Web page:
Transfer of Sewage Pumping Stations

By 1st October 2016, we become responsible for most private pumping stations in Yorkshire. But before then we need to locate them and carry out detailed surveys so they can be transferred to us.

Sewage Pumping Stations

On 1 October 2016 we will become responsible for private pumping stations in Yorkshire that meet the eligibility criteria. To prepare for the transfer, we need to locate private pumping stations and we are already in the process of carrying out detailed surveys on them. This will allow us to determine what work would be required to bring them up to industry asset standards.

The pumping stations help pump waste from properties to the nearest sewage treatment works. They could be located in back gardens or on land next to domestic properties and businesses.

Normally, only the steel access covers and green kiosks are visible, which contain the electrical control equipment for the pumps.

At present, landowners and homeowners will have some responsibility for the upkeep of pumping stations, either solely or jointly, if  the pumping station serves several properties. The transfer will make it easier for our customers, as we will take responsibility for the maintenance and repairs of most pumping stations.

If you are aware of any private pumping stations or would like further information please contact us.

The Big Transfer

On 1 October 2011, we became responsible for tens of thousands of kilometres of private sewers that had previously belonged to our customers.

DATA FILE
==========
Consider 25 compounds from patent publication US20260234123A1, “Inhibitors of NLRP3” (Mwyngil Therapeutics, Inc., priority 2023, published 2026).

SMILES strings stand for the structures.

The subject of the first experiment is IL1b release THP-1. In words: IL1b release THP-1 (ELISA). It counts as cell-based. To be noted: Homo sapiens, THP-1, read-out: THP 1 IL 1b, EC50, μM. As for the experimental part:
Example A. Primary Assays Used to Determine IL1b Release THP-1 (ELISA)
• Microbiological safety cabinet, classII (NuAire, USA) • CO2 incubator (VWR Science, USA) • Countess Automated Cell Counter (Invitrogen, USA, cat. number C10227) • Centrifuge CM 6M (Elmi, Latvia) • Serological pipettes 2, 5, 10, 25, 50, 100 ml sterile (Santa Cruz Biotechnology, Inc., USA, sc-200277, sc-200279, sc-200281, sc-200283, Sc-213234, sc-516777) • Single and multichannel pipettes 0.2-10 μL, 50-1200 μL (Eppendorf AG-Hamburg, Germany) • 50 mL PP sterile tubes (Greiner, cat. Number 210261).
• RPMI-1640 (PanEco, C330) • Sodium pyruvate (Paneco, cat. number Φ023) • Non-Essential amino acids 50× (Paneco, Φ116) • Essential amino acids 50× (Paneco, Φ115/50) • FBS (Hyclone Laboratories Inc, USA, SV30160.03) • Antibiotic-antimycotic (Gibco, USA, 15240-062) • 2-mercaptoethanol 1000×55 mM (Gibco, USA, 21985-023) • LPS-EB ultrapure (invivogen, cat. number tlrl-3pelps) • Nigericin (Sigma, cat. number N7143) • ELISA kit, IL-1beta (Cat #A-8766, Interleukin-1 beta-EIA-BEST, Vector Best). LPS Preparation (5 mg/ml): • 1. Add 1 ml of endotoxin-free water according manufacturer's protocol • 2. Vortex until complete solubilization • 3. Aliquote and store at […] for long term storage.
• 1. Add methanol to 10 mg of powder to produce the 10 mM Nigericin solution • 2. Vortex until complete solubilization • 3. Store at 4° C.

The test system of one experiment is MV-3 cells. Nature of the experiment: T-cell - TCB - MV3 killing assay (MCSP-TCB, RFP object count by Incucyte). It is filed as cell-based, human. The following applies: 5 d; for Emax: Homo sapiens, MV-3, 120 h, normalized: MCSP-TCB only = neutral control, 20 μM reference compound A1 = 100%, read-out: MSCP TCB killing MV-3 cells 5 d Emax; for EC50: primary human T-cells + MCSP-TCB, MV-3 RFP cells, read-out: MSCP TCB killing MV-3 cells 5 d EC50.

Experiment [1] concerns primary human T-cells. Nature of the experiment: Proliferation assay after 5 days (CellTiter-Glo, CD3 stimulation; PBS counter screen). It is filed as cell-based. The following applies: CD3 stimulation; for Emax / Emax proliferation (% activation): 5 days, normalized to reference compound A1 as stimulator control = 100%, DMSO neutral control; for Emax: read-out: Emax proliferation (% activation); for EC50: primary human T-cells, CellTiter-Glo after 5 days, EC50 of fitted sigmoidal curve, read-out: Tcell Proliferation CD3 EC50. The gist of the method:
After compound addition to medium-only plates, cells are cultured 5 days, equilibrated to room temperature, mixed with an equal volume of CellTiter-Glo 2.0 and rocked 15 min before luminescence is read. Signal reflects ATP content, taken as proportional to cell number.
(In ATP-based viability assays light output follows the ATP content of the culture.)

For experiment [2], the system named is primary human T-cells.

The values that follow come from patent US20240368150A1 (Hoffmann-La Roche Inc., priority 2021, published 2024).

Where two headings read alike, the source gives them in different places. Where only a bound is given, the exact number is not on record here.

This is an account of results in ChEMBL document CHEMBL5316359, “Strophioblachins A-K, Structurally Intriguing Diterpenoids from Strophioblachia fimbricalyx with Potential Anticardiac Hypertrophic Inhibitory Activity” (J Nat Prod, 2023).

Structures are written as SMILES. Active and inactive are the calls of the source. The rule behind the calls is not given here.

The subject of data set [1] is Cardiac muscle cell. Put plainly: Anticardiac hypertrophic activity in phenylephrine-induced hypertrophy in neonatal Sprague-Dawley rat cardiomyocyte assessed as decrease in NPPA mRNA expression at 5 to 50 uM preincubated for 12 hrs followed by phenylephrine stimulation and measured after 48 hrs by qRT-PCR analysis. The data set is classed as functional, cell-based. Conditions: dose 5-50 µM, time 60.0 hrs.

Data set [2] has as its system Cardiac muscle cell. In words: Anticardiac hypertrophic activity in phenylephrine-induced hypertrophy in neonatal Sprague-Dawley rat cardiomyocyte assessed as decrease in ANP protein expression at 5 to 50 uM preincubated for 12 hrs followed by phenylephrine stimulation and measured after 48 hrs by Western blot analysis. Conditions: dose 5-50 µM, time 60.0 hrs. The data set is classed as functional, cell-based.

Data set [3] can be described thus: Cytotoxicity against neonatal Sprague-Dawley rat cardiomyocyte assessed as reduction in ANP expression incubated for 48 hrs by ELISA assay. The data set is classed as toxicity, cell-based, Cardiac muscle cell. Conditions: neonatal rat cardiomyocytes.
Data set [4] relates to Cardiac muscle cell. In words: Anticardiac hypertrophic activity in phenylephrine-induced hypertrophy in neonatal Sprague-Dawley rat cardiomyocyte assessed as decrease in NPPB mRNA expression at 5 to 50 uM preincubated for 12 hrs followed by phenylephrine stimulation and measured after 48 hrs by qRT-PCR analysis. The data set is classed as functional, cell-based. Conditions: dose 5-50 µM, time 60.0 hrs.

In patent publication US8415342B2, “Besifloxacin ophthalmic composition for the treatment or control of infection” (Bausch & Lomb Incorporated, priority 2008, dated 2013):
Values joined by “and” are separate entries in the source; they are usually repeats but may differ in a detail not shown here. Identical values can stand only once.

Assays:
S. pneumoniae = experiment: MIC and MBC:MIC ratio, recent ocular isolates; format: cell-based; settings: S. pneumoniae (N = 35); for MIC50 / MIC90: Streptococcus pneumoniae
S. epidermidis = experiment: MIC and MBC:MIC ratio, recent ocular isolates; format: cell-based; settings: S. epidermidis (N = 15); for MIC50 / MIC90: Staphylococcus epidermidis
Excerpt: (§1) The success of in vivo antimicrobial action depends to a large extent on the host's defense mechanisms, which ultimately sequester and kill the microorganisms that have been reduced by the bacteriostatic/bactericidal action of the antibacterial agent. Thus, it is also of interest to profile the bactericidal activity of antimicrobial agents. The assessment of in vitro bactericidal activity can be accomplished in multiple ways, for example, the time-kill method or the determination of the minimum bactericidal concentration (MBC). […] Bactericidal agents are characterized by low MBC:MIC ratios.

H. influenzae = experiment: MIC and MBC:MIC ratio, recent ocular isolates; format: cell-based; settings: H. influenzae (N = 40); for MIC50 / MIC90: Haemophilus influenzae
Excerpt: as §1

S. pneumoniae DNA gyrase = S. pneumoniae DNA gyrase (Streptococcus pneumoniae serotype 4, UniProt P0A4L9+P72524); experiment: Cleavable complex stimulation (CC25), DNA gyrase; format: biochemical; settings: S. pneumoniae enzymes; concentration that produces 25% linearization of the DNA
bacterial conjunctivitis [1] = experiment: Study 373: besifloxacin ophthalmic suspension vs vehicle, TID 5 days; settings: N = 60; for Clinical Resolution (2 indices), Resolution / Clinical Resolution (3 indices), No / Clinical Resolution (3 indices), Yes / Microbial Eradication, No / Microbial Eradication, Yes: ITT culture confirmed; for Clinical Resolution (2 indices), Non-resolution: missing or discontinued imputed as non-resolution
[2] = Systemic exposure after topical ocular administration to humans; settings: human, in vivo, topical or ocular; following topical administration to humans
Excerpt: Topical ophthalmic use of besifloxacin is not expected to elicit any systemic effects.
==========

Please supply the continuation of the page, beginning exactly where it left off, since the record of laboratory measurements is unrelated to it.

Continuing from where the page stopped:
Throughout July 2011 we wrote to all our customers explaining more about the sewer transfer and outlining what this change of ownership means. To help you understand more about what we are calling 'The Big Transfer' here you can find detailed information including interactive help guides, frequently asked questions and case studies.

What's The Big Transfer about?

The Government took the decision to transfer ownership of private sewers to water companies in order to give customers greater clarity and peace of mind should a problem occur like a blocked or collapsed drain.

The transfer also ensures that we pick up the cost of maintaining and repairing these sewers, not our customers.

Private sewers and lateral drains have been transferred to form part of the public sewer network.
A private sewer is a pipe that carries rainwater and/or waste water away from more than one property to the public sewer.

A lateral drain is a pipe that carries waste water away from a single property. The transferred asset will be the length located outside the property boundary.

Sewers that connect to a private treatment works, connect to a septic tank or carry water directly to a watercourse have not been transferred.

There are many different scenarios for the layout of pipes around different properties. The diagrams shown on our website serve as a guide to typical pipe layouts. Please visit Water UK's website for further guidance on a range of scenarios.

As a result of the Government's decision, we've taken on an additional 22,000kms of private sewers and lateral drains, which almost doubles the size of our system.

The Government estimates that the transfer may increase average domestic bills by between £3 and £14 per year across the country.

However, any future increases in bills will have to be approved by our regulator Ofwat.

We wrote to all sewerage customers in July 2011 to explain the changes. We can only give a general guide on the what the transfer means according to what type of property you live in.

The law has changed so that you are now only responsible for drains serving your property alone that are located within your property boundary. At the point where the pipe leaves your property boundary or becomes shared with a neighbour (serving more than one property) it is now our responsibility.

No, sewers that connect to a private treatment works, connect to a septic tank or carry water directly to a watercourse did not transfer.

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